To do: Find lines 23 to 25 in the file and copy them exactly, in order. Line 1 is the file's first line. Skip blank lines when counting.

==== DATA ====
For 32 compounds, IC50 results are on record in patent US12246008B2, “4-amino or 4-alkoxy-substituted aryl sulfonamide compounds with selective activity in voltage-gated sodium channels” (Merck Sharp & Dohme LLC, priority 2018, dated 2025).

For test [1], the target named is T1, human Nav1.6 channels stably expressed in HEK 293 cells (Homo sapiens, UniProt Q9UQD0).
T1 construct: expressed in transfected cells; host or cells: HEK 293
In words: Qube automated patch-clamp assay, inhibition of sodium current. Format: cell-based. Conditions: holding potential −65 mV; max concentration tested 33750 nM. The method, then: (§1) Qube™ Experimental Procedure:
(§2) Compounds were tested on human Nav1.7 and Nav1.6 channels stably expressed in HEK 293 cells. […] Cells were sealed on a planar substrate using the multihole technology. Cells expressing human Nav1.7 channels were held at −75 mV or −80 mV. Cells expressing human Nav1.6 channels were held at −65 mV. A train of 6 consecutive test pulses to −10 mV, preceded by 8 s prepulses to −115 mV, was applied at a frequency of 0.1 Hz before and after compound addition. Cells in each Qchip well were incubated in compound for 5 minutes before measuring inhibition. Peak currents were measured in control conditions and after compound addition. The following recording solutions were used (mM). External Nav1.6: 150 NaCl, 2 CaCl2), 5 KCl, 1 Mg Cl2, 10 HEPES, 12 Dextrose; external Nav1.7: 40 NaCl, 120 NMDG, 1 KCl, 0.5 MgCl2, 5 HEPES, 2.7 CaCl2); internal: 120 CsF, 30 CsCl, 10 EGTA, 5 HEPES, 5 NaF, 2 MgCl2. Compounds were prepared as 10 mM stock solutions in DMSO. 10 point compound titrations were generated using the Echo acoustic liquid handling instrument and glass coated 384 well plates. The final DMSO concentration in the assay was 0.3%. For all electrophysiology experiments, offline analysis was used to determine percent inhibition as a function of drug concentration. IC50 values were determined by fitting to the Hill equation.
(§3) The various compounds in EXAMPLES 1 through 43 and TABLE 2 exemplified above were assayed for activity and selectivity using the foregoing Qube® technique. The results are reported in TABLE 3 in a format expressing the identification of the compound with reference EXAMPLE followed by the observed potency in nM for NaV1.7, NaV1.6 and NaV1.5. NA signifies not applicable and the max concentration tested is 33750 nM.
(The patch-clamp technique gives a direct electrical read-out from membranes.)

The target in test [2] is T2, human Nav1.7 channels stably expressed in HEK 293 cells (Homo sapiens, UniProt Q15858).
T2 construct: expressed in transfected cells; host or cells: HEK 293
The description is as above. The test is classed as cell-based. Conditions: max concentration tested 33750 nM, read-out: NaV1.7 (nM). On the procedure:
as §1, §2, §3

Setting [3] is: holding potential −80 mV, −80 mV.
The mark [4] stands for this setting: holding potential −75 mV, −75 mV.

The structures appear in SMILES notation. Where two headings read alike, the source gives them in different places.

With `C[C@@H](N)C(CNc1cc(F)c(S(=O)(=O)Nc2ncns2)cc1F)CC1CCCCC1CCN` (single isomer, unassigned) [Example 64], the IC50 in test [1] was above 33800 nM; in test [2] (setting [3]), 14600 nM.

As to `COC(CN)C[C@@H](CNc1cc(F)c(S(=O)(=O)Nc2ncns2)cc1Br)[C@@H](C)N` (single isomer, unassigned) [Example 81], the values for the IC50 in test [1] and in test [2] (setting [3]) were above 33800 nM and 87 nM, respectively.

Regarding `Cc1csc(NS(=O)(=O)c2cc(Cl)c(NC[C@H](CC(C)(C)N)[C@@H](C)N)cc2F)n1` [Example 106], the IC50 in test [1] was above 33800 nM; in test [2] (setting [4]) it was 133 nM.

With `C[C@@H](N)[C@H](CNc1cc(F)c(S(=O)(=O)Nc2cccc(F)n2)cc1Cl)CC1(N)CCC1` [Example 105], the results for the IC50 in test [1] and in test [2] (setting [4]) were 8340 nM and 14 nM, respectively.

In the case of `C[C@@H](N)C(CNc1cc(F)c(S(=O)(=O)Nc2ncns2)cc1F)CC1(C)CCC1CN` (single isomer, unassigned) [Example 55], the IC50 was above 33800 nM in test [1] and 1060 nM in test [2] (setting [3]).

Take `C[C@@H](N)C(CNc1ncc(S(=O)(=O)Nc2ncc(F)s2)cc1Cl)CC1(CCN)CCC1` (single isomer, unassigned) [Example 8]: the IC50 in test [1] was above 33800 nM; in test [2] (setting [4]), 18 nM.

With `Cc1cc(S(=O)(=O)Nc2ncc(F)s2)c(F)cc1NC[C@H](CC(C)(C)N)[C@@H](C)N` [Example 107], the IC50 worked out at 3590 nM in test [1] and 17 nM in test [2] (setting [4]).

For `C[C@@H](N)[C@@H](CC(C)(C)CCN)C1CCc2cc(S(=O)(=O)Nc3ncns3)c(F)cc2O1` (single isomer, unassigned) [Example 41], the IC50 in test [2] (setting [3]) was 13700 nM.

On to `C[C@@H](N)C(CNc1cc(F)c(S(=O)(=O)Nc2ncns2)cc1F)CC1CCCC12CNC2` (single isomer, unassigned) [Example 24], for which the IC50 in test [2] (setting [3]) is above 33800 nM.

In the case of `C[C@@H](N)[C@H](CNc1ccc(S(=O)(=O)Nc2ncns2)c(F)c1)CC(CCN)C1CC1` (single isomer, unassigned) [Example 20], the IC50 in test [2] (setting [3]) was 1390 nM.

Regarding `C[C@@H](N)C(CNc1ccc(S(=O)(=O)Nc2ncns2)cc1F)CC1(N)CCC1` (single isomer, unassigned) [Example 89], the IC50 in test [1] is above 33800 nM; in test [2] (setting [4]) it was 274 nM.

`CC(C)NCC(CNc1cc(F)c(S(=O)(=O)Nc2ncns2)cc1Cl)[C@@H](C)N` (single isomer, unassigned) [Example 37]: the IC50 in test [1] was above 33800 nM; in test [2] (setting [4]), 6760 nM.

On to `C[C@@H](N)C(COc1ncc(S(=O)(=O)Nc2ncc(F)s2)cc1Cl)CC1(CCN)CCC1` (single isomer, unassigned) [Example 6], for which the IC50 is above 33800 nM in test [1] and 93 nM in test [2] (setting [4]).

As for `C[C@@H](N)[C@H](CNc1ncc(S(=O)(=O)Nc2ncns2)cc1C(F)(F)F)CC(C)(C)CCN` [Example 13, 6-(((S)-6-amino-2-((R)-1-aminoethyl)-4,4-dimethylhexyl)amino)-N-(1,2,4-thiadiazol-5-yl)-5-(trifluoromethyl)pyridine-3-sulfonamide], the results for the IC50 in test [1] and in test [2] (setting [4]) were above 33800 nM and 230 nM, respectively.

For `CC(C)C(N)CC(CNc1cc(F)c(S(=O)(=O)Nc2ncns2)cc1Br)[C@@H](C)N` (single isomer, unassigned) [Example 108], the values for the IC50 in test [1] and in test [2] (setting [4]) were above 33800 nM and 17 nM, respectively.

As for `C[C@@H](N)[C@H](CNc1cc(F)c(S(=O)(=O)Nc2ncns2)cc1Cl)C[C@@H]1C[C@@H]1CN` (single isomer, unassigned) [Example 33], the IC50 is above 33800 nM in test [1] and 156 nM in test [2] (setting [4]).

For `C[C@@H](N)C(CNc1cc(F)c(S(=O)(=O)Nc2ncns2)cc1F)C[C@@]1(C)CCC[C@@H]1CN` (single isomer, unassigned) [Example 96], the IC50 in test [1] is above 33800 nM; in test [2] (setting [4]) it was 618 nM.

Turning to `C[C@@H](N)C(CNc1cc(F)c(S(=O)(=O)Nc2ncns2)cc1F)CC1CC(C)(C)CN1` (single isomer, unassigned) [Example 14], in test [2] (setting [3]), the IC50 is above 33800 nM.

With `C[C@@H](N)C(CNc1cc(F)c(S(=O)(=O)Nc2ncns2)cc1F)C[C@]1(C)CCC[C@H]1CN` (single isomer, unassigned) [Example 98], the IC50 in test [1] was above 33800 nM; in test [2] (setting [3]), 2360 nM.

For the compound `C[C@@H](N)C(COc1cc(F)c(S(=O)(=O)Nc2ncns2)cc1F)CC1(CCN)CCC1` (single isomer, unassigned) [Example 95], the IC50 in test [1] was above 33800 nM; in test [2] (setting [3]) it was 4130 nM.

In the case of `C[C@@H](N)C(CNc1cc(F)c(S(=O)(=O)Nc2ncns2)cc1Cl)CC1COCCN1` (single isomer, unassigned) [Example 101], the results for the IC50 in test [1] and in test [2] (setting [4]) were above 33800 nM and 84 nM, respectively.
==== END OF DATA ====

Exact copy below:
On to `C[C@@H](N)C(CNc1cc(F)c(S(=O)(=O)Nc2ncns2)cc1F)CC1CCCC12CNC2` (single isomer, unassigned) [Example 24], for which the IC50 in test [2] (setting [3]) is above 33800 nM.

In the case of `C[C@@H](N)[C@H](CNc1ccc(S(=O)(=O)Nc2ncns2)c(F)c1)CC(CCN)C1CC1` (single isomer, unassigned) [Example 20], the IC50 in test [2] (setting [3]) was 1390 nM.

Regarding `C[C@@H](N)C(CNc1ccc(S(=O)(=O)Nc2ncns2)cc1F)CC1(N)CCC1` (single isomer, unassigned) [Example 89], the IC50 in test [1] is above 33800 nM; in test [2] (setting [4]) it was 274 nM.